Monday, October 17, 2011

Wonder Woman's Origin: Here We Go Again!

by Sara Crow

According to a post on io9 last week, DC Comics will be giving Wonder Woman a father in their November issue, and he will be none other than the head honcho of one of the most notoriously knotted family trees in mythological history: Zeus.

Dun, dun, duuuuun... More after the break!

Now, Wonder Woman has had a father before. Hades was alluded to as a potential father in prior incarnations of the comic, but the idea was dropped rather quickly and she became the woman birthed from her mother’s construction once again. So this idea, overall, is not new. But it still causes me some concern.

My initial response to the news is to wonder about the motivations for this move. The first issue of the reboot was sold out when I hit my favorite comic shop a couple weeks ago, so I'm unfortunately not versed in the new storyline yet. I'm stuck guessing, as a lifetime fan of Wonder Woman, why a move like this would be necessary. 

As a character without a father, Diana is the result of the epitome of "girl power"--given life directly by her mother. Some have argued that her origin is a little too esoteric to grasp, but I always felt there was an innate beauty to the idea that Wonder Woman is art realized, a feminine power successfully launched from the same root as Pygmalion’s failing. She was this splendid realization of the concept of art given life. Literally.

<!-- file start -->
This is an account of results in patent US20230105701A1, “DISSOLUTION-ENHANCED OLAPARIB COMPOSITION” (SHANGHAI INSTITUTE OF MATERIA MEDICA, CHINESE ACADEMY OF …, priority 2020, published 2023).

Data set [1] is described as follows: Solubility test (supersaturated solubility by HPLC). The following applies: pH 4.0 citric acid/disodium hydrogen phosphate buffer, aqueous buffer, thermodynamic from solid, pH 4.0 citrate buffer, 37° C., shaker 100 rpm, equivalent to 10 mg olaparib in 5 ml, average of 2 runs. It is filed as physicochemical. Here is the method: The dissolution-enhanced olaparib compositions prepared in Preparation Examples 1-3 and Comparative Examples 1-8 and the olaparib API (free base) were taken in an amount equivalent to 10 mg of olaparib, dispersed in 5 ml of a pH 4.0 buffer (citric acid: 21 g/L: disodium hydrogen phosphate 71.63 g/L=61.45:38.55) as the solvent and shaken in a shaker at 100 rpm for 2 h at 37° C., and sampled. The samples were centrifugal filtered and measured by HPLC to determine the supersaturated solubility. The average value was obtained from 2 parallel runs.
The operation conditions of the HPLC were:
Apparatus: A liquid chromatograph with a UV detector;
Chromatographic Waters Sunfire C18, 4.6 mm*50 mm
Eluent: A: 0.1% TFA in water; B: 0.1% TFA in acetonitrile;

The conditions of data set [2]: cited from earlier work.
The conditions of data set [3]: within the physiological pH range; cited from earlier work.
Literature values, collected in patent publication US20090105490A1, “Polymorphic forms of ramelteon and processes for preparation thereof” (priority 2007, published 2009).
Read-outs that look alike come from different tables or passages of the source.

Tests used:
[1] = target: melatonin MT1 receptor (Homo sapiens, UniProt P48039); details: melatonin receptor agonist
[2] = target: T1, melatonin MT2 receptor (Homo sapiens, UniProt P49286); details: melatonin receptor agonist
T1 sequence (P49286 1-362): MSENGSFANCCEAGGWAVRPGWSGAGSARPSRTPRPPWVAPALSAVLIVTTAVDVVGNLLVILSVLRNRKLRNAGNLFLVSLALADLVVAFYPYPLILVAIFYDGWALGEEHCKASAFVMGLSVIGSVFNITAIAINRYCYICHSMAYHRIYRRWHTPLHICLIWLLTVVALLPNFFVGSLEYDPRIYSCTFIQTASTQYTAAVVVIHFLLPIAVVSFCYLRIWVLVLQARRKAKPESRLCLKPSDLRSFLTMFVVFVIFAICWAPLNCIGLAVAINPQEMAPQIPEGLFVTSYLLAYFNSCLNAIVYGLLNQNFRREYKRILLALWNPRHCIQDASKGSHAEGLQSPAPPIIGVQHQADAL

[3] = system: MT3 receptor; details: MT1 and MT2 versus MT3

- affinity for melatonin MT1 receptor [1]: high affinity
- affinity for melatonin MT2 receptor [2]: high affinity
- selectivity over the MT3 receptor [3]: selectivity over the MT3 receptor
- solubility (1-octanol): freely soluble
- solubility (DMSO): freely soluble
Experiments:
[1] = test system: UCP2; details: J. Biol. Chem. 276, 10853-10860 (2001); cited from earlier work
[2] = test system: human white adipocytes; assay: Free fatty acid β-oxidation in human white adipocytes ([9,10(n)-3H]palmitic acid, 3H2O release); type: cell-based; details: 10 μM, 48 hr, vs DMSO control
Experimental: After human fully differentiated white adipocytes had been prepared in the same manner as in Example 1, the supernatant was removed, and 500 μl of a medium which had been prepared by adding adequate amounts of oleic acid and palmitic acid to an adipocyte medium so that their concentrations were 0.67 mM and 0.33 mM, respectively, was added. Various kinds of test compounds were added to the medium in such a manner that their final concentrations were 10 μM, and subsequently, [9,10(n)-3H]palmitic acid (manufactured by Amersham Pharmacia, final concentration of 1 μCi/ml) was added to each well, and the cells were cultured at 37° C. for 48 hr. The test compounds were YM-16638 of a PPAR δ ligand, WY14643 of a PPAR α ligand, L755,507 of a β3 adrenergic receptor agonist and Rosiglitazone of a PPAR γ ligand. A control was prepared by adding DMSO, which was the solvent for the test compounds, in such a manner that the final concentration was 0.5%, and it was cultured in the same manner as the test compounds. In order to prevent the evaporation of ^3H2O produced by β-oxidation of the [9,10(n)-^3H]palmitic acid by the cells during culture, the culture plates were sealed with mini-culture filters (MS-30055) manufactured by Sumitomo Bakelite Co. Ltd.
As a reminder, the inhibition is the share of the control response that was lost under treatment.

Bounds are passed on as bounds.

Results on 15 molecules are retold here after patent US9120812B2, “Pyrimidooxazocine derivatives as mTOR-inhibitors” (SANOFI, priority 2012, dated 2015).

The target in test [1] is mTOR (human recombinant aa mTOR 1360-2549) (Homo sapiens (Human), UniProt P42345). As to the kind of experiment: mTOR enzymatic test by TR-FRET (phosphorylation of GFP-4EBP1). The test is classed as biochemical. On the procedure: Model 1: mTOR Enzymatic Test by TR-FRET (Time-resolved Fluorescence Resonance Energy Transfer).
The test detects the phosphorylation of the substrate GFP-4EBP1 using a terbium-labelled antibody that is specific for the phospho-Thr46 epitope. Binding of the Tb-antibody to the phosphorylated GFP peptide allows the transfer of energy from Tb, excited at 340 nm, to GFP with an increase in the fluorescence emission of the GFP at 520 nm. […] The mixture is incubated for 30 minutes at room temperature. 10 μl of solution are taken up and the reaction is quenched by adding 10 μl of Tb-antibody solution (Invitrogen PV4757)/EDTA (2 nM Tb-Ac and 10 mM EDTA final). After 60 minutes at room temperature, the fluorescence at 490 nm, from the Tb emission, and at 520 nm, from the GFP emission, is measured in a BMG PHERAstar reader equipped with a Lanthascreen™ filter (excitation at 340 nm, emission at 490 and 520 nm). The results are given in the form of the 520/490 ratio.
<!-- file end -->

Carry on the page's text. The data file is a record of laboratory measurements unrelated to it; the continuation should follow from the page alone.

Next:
But with a mundane origin, Wonder Woman loses that tight, powerful symbolism. She becomes a product of what is going to undoubtedly be a very poor pairing (and quite probably not entirely consensual--very few of Zeus's entanglements were). At best, she'll have a super-dysfunctional father who will not add anything positive to the storyline or to Wonder Woman's backstory. Zeus is not exactly the nurturing type, after all.

In fact, to the contrary, Zeus is the epitome of all that is bad in the patriarchy (or in any power)--a blowhard autocrat out for his own selfish ends. He's the living embodiment of male entitlement and masculine power run amok. I can't think of a worse character to have as a father to someone as self-aware and strong as Wonder Woman. Did the writers feel they needed some source of testosterone to balance out the rampant feminism of the storyline?

Now, the "misbehaving father" angle could work. And it could work well. It could give women and girls from screwed-up families someone to ennoble their own struggle. They could see Wonder Woman as a hero who rose up from the dirt of a messy family situation to achieve a massive amount of power and success, and they could see her as a champion for that cause.

Or, it could go very, very badly. Like Starfire.